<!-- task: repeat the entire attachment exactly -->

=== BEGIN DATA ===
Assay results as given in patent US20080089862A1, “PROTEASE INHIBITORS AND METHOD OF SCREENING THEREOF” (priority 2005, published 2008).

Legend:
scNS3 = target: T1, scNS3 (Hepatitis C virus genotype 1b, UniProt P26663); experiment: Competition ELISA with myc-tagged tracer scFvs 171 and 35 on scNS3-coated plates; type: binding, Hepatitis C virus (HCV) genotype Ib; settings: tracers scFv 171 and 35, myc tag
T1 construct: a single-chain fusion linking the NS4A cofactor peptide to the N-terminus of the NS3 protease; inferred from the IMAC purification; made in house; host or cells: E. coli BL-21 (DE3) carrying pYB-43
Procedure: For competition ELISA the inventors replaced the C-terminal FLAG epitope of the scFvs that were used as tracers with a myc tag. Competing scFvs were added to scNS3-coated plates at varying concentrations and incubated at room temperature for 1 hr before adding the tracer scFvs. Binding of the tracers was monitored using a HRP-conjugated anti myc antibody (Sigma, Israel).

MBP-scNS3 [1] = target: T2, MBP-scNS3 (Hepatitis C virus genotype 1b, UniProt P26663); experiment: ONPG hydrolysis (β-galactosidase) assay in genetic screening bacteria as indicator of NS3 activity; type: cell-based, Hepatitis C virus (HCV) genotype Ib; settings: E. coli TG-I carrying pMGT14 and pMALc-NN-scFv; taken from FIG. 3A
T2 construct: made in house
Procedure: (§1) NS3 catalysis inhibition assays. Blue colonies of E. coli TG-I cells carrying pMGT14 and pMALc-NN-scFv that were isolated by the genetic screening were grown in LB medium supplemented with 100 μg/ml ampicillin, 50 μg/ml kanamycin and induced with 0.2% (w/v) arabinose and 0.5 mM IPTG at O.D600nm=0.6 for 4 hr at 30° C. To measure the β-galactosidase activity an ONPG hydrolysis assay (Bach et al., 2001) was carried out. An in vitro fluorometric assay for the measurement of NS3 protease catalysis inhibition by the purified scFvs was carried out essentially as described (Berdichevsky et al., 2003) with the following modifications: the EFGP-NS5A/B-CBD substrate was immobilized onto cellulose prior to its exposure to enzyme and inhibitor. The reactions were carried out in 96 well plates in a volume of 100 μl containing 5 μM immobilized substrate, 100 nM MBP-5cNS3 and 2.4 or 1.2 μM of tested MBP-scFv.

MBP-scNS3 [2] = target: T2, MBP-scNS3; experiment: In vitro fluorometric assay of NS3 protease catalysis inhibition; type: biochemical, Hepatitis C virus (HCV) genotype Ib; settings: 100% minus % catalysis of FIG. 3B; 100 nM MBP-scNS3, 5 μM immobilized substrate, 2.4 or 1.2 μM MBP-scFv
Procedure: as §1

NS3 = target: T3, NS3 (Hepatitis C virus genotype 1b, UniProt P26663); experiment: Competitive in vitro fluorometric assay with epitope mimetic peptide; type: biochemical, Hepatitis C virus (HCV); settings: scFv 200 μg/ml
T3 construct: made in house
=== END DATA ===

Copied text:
Assay results as given in patent US20080089862A1, “PROTEASE INHIBITORS AND METHOD OF SCREENING THEREOF” (priority 2005, published 2008).

Legend:
scNS3 = target: T1, scNS3 (Hepatitis C virus genotype 1b, UniProt P26663); experiment: Competition ELISA with myc-tagged tracer scFvs 171 and 35 on scNS3-coated plates; type: binding, Hepatitis C virus (HCV) genotype Ib; settings: tracers scFv 171 and 35, myc tag
T1 construct: a single-chain fusion linking the NS4A cofactor peptide to the N-terminus of the NS3 protease; inferred from the IMAC purification; made in house; host or cells: E. coli BL-21 (DE3) carrying pYB-43
Procedure: For competition ELISA the inventors replaced the C-terminal FLAG epitope of the scFvs that were used as tracers with a myc tag. Competing scFvs were added to scNS3-coated plates at varying concentrations and incubated at room temperature for 1 hr before adding the tracer scFvs. Binding of the tracers was monitored using a HRP-conjugated anti myc antibody (Sigma, Israel).

MBP-scNS3 [1] = target: T2, MBP-scNS3 (Hepatitis C virus genotype 1b, UniProt P26663); experiment: ONPG hydrolysis (β-galactosidase) assay in genetic screening bacteria as indicator of NS3 activity; type: cell-based, Hepatitis C virus (HCV) genotype Ib; settings: E. coli TG-I carrying pMGT14 and pMALc-NN-scFv; taken from FIG. 3A
T2 construct: made in house
Procedure: (§1) NS3 catalysis inhibition assays. Blue colonies of E. coli TG-I cells carrying pMGT14 and pMALc-NN-scFv that were isolated by the genetic screening were grown in LB medium supplemented with 100 μg/ml ampicillin, 50 μg/ml kanamycin and induced with 0.2% (w/v) arabinose and 0.5 mM IPTG at O.D600nm=0.6 for 4 hr at 30° C. To measure the β-galactosidase activity an ONPG hydrolysis assay (Bach et al., 2001) was carried out. An in vitro fluorometric assay for the measurement of NS3 protease catalysis inhibition by the purified scFvs was carried out essentially as described (Berdichevsky et al., 2003) with the following modifications: the EFGP-NS5A/B-CBD substrate was immobilized onto cellulose prior to its exposure to enzyme and inhibitor. The reactions were carried out in 96 well plates in a volume of 100 μl containing 5 μM immobilized substrate, 100 nM MBP-5cNS3 and 2.4 or 1.2 μM of tested MBP-scFv.

MBP-scNS3 [2] = target: T2, MBP-scNS3; experiment: In vitro fluorometric assay of NS3 protease catalysis inhibition; type: biochemical, Hepatitis C virus (HCV) genotype Ib; settings: 100% minus % catalysis of FIG. 3B; 100 nM MBP-scNS3, 5 μM immobilized substrate, 2.4 or 1.2 μM MBP-scFv
Procedure: as §1

NS3 = target: T3, NS3 (Hepatitis C virus genotype 1b, UniProt P26663); experiment: Competitive in vitro fluorometric assay with epitope mimetic peptide; type: biochemical, Hepatitis C virus (HCV); settings: scFv 200 μg/ml
T3 construct: made in house